Marijuana oils run the gamut of variations in quality, texture, and potency

Having a limited understanding of chemistry can be dangerous in a world full of chemicals finding their way into food, medicine, and basic everyday essentials.

If my grandparents had been more careful with dangerous pesticides when they were my age, would they have all died from various forms of cancer? We have a long way to come when it comes to exposing ourselves to carcinogens, but improvements and strides have certainly been made.

Thankfully, education in elementary school and middle school focuses heavily on the natural sciences these days, and tries to offer students the best possible assortment of information available. That’s where some of my friends first developed their interest in math and science. Roger is an extraction technician for a marijuana concentrate company out west, and he said that his interest in chemistry started in school. Once he tried cannabis towards the end of high school, the two interests started to collide. He knew in college that he wanted to eventually work in the nascent cannabis industry, but he didn’t know that he would become a specialist in cannabis concentrates. The technology has definitely evolved in the past decade, with some of the hydrocarbon setups being the most sophisticated extraction techniques in the industry. But marijuana oil can also be extracted using ethanol or carbon dioxide in a critical stage. On top of that, solventless extracts like rosin and hashish have a huge market among connoisseurs as well. My brother is a huge fan of making live rosin because it utilizes plants that are freshly harvested and frozen immediately to retain the terpenes profile of the plant before terpene degradation can begin. These products are becoming increasingly popular in both medical and recreational cannabis markets.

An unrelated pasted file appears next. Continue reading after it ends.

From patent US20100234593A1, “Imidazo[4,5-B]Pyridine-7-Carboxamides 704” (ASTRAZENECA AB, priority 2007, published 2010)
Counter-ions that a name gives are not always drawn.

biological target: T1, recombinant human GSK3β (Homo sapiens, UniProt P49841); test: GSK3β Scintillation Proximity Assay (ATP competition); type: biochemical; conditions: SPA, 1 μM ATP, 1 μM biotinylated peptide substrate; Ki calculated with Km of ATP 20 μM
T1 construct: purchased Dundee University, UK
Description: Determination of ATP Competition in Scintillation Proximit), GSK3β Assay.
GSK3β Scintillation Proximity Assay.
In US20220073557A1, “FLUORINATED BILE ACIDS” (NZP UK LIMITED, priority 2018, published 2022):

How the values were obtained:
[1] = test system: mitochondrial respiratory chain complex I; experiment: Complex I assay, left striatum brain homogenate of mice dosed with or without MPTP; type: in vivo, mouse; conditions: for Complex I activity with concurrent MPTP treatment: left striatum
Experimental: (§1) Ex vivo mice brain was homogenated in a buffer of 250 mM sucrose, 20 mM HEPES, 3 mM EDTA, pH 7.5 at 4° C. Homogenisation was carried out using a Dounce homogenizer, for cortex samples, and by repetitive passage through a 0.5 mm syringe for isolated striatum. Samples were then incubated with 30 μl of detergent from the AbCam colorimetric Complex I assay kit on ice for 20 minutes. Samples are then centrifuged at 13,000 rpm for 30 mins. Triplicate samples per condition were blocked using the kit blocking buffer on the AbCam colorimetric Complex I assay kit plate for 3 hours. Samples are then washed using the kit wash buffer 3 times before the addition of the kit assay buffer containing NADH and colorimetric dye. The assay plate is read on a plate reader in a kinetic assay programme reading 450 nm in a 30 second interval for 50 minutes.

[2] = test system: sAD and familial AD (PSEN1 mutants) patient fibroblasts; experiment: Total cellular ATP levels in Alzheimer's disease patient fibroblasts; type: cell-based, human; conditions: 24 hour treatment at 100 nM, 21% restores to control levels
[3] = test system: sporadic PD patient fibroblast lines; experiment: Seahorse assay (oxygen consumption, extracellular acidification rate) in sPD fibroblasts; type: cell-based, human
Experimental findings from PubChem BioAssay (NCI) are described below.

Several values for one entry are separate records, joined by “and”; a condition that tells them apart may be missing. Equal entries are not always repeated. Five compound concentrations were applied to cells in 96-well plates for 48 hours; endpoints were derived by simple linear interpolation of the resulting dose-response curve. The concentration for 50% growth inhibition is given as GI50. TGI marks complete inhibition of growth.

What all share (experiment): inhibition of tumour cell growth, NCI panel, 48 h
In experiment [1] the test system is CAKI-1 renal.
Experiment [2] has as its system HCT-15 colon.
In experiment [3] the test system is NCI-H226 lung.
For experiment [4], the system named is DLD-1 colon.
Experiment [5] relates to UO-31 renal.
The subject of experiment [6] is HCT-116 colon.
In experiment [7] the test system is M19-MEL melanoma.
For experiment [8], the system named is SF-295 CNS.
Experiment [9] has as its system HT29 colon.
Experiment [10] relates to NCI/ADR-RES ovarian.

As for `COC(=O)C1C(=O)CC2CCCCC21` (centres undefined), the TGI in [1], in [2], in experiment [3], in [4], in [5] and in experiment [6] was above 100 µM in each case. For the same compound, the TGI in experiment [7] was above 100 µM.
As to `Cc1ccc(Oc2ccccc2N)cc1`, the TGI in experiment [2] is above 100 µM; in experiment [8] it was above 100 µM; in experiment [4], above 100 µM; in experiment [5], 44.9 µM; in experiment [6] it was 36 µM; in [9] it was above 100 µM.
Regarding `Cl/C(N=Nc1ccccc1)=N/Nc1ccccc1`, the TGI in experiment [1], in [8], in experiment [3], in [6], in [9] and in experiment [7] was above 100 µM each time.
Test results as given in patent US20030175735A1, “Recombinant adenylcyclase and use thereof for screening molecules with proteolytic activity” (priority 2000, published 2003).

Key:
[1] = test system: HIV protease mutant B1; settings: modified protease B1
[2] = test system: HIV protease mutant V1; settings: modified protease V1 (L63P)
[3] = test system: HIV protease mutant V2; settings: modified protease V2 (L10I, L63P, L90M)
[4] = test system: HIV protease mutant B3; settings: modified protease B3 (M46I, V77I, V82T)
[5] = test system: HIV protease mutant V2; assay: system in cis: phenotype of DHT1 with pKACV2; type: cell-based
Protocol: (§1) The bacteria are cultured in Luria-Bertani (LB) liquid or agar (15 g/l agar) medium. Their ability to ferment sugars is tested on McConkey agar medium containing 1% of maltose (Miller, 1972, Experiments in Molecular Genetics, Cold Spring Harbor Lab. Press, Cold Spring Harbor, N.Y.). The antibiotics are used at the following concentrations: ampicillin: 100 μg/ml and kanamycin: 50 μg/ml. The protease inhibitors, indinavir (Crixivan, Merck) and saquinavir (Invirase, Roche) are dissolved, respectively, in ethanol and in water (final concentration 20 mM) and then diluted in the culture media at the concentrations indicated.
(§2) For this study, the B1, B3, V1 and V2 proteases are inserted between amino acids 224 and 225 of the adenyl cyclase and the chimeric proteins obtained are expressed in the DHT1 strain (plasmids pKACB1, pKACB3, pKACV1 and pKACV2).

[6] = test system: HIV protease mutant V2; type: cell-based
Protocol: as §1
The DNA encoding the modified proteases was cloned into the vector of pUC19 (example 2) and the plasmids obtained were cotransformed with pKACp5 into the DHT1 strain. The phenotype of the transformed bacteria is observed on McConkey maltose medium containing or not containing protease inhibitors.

recreational marijuana